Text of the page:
The joy of JavaScript

Author: Luis Atencio
Publisher: Manning
Date: March 2021
Pages: 360
ISBN: 978-1617295867
Print: 1617295868
Audience: JavaScript developers
Rating: 4
Reviewer: Ian Elliot
Joy you tell me!

The Joy of JavaScript – I agree that there is a lot of joy in the language, even if some disagree. JavaScript is an idiosyncratic language in the age of strongly typed, class-based, object-oriented languages, and Java certainly isn’t. A book that promotes the language is unlikely to sell to a complete beginner who lacks the necessary brain modules to even conceive that a language can hide some joy. Obviously, this is for the reasonably proficient JavaScript programmer who wants to improve their knowledge and how they use the language.

Now we run into a problem because this book will only be truly joyful for you if you want to take the functional approach. Functional programming is not for everyone and some believe it introduces unnecessary barriers to just coding. The programming is hard enough without introducing artificial difficulties that must be overcome. Of course, you might believe that functional programming is the only way to do things. In this case, you will also be disappointed because JavaScript is not a functional language. At best, you can take a function-oriented programming approach which, used in the right place, is a good thing.

So we have a book that sells a programming methodology rather than a language. The JavaScript part of the joy is incidental and you might even say a bit of a damper.

The first chapter begins with an overview of JavaScript. Only this is not the case. Rather, it’s an overview of some functional programming ideas with an angle towards JavaScript. The book really starts with part 1 on objects and we get the usual look at prototypical inheritance, constructors and class-based inheritance. The last chapter of the section focuses on linked and compositional approaches to objects.

Part 2 is about functions – as you’d expect, they play an important role in functional programming. Here we learn what functional programming is – curry, closure, immutability and side effects. Later we discover even more advanced ideas – functors and monads. This is very functional programming as opposed to how a typical JavaScript programmer might use functional composition, chaining, or mapping to get the job done.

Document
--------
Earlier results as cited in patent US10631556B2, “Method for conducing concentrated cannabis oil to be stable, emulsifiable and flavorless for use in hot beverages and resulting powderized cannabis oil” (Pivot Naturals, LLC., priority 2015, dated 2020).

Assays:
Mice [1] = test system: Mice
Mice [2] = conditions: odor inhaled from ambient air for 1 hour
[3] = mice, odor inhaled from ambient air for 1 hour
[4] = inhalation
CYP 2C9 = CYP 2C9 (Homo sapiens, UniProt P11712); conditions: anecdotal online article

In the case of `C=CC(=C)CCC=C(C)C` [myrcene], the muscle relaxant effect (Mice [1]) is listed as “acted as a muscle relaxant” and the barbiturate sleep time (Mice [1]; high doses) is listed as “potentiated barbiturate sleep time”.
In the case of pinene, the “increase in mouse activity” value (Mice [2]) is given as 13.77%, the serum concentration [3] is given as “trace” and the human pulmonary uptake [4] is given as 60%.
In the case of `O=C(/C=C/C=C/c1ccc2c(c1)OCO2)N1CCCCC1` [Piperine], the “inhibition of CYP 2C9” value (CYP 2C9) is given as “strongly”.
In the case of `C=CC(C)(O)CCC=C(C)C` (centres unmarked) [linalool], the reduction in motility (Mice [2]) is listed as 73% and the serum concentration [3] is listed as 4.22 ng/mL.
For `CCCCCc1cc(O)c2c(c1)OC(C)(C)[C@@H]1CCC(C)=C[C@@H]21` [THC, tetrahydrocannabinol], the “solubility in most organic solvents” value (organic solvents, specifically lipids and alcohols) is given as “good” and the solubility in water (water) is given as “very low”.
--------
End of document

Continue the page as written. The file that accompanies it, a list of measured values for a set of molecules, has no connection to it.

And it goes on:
Part 3 is called Code – which doesn’t give much idea what it is. It covers modules and metaprogramming. At least JavaScript is the star of this section, and you’ll learn a few ways to use mystery symbols.

Part 4, the last part, is called Data, which logically follows a section called Code. It mainly focuses on asynchronous programming – promises and asynchronous/await. You also learn about streams, including generators.

All in all, that’s really not the joy of JavaScript, that’s the joy of functional programming using JavaScript as an example language. It’s fine if you really wanted to learn more about functional programming, but not so great if you really wanted to learn more about JavaScript. The view of JavaScript as a functional programming language is at best only a half-appreciation of the big picture. JavaScript is a multi-paradigm language with its own strengths that aren’t particularly tied to a single, all-encompassing approach.

The joy of JavaScript is to use the parts that suit the problem at hand. If you think functional programming is the key to the universe, then you better seek joy in Haskell, for example. On the other hand, if you want to learn more about functional programming and need to use JavaScript, then why not read this book as it fills that niche quite well.

For more JavaScript book recommendations at this level, see Advanced JavaScript Book Picks in our Programmer’s Library section.

To keep up with our coverage of books for programmers, follow @bookwatchiprog on Twitter or subscribe to the I Programmer’s Books RSS feed for daily Book Watch releases and new reviews.



Comments are closed.